Kensington Primary School in St. Catherine, a school know for its high pass rate in numeracy and literacy in the Grade 4 National Literacy and Numeracy Tests, has found itself in the news for the wrong reason.
The school’s senior management has come under pressure from a small group of parents for its defence of its corporal punishment policy.
The flogging of students has been a part of Jamaica’s school history from the inception of schools and also a part of this school’s policy. It is believed by the school to be an important and effective part of its behaviour and discipline policy. Some parents have gone as far as to say that it’s the flogging of the students that has contributed to the school being arguably the best primary school in the country with 99 and 94 per cent proficiency in literacy and numeracy respectively, in the National Grade Four Literacy and Numeracy Tests (Ministry of Education data).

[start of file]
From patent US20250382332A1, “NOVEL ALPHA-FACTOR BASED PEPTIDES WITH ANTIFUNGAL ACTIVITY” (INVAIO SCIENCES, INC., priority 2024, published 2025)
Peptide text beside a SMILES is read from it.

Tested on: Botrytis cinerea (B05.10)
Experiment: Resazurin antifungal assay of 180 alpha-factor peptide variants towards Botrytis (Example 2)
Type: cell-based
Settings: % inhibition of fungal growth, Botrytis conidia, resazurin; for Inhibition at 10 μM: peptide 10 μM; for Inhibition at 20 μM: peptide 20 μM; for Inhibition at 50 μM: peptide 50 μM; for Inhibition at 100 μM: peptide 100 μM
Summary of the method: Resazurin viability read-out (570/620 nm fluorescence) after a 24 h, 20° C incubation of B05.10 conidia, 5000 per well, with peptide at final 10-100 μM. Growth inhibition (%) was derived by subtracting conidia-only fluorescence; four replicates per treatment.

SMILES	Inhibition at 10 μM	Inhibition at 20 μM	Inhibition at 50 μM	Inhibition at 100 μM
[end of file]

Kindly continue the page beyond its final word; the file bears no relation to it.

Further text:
A case that was highlight in the matter was that of a nine years old girl whose parents objected to their child being the subject of corporal punishment and subsequently removed their child from the school.
The statutes of the Child Care and Protection Act have drawn The Office of the Children’s Advocate (OCA) to weigh in on the matter. The OCA is declaring that corporal punishment is illegal and appears to be backing the small group of parents who wants it removed from the school.
Many of the parents and the Parent teacher Association (PTA) of the school are backing the school and its principal. The fear amongst many of the parents is that the removal of ‘beating’ from the school will lead to increased indiscipline amongst the pupils.